In reviewing self-managed superannuation fund (SMSF) documentation for estate planning purposes we occasionally find a conflict between a reversionary pension (RP) - typically to a spouse - and a binding death benefit nomination (BDBN) – usually to the legal personal representative (i.e. the executor of the member’s Will). 

This leads naturally to the question of which one would prevail?

What does the law say?

First, it should be noted that there are no guides in the relevant legislation to assist, no provisions in the Superannuation Industry (Supervision) Act or its regulations which give any real assistance in this area. Second, to our knowledge there are no reported cases on point. Accordingly, we must fall back on general principles of trust law (since SMSFs are trusts) and the individual deed (and any BDBN or RP documentation) of the SMSF for answers.

General trust law says that a trustee’s discretionary powers cannot be fettered or limited. Valid and ‘genuine’ BDBNs and RPs form an exception to this rule. This general principle can be overridden by the terms of the individual trust deed. 

In many SMSF deeds there are provisions which provide for the trustee’s discretionary powers to be limited to allow a BDBN to operate. Similarly, a trust deed can allow an RP to be set up so that the pension must be paid to the reversioner on the death of the member.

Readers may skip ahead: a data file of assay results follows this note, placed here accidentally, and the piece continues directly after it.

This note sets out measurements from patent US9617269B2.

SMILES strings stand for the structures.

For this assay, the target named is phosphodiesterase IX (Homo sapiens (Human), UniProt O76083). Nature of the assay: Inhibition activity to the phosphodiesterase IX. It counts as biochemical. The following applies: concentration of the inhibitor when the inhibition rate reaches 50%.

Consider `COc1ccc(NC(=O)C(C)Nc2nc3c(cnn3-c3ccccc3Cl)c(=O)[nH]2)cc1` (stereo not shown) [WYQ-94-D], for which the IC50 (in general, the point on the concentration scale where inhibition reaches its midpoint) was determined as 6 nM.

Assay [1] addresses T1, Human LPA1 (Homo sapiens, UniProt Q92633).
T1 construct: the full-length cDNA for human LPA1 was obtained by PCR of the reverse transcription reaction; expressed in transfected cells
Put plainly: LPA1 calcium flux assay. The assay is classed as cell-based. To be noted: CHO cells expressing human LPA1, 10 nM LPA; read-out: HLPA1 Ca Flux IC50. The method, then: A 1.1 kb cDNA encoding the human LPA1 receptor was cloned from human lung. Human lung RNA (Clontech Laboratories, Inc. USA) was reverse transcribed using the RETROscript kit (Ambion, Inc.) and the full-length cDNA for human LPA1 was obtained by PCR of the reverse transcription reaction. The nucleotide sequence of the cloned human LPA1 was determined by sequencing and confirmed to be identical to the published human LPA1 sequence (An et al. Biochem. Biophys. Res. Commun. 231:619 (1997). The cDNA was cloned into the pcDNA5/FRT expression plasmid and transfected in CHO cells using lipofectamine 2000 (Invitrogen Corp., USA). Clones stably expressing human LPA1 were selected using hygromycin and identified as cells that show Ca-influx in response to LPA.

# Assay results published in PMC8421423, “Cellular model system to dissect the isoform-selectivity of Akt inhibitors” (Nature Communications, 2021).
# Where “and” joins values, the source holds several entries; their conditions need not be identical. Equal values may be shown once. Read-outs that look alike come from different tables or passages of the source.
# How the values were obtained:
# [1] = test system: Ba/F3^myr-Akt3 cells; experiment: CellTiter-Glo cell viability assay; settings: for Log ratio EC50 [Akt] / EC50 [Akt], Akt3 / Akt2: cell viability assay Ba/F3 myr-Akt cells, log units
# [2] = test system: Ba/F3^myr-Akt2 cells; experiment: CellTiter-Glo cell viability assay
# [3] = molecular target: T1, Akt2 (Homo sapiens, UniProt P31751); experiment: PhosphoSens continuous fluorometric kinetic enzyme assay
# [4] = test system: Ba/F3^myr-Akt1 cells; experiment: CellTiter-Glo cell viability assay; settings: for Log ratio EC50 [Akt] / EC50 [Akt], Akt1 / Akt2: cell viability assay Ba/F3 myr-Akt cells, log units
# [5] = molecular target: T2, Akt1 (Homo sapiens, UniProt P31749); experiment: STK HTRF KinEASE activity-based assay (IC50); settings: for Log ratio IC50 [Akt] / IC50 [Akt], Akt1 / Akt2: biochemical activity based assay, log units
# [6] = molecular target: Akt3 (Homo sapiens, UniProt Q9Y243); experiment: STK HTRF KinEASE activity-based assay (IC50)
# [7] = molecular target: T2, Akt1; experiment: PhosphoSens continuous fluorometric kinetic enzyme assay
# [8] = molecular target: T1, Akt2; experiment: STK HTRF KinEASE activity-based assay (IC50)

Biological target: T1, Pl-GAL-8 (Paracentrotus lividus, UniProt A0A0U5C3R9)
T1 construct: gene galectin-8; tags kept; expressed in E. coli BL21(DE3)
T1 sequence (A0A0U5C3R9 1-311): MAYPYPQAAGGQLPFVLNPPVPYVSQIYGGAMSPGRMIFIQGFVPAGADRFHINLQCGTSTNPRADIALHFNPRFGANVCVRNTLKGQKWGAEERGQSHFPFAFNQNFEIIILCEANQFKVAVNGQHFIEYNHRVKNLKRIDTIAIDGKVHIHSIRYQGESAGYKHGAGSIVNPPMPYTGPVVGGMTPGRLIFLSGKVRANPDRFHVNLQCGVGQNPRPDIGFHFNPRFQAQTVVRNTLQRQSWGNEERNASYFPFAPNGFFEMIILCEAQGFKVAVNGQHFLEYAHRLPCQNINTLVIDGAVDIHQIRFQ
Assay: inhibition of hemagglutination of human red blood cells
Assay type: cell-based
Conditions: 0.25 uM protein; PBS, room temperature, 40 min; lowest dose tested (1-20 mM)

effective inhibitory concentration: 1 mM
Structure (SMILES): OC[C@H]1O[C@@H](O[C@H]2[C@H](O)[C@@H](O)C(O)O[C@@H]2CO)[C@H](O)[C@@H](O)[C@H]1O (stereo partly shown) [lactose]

However, many trust deeds pursuant to which RPs are set up include clauses which allow a trustee discretion in determining the pension terms. If this is the case, there can be no binding RP and a valid BDBN would take precedence. The rationale for such a clause might be that a couple who are members of an SMSF separate, though there would appear to be other ways of dealing with this problem (such as one party rolling out of the SMSF).

Contrast this with the case of a valid, ‘genuine’ RP in which the trustee has no discretion in the matter and must pay according to the terms of the document. In this case we believe that such an RP would prevail over a valid BDBN. 

We believe that an RP of this kind (which would automatically transfer the pension and its benefits to the reversionary pensioner) would not constitute any part of the deceased member’s death benefits. Effectively, therefore, such an RP would ‘sidestep’ the normal death benefit process and a BDBN would not apply to it. This approach appears to have received qualified support from the Australian Tax Office (refer to minutes of meeting of the National Tax Liaison Group for March 2010 – Superannuation Technical sub-group).

Our view

In summary, our view is that a ‘genuine’ RP (where the trustee has no discretion) will prevail over a valid BDBN, but that a BDBN will take precedence over an RP in which the trust deed gives the trustee discretion in relation to the terms of the RP.